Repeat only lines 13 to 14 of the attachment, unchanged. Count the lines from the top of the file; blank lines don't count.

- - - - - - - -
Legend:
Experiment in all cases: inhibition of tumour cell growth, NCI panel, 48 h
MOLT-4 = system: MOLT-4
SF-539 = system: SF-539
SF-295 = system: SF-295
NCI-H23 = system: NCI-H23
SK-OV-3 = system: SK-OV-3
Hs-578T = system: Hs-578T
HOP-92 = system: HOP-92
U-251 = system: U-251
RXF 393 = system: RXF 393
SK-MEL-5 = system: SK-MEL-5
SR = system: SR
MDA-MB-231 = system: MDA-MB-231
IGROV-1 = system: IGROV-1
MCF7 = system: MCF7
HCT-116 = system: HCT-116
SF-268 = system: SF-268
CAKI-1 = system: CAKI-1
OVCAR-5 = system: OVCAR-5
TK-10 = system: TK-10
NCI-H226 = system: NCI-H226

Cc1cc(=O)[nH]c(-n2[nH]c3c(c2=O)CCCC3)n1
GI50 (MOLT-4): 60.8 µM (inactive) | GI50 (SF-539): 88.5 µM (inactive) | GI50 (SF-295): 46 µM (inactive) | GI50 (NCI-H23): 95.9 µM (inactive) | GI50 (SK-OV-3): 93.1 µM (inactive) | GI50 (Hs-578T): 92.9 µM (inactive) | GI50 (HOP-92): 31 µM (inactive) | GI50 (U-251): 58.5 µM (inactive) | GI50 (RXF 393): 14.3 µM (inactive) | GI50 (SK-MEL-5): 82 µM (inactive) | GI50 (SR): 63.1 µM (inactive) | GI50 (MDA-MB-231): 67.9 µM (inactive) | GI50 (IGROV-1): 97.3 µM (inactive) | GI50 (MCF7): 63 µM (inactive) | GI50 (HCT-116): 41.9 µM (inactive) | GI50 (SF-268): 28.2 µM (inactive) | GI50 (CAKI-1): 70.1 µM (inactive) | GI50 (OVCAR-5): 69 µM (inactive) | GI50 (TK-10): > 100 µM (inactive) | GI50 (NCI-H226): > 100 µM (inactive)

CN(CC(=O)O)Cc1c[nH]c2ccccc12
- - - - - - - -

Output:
SR = system: SR
MDA-MB-231 = system: MDA-MB-231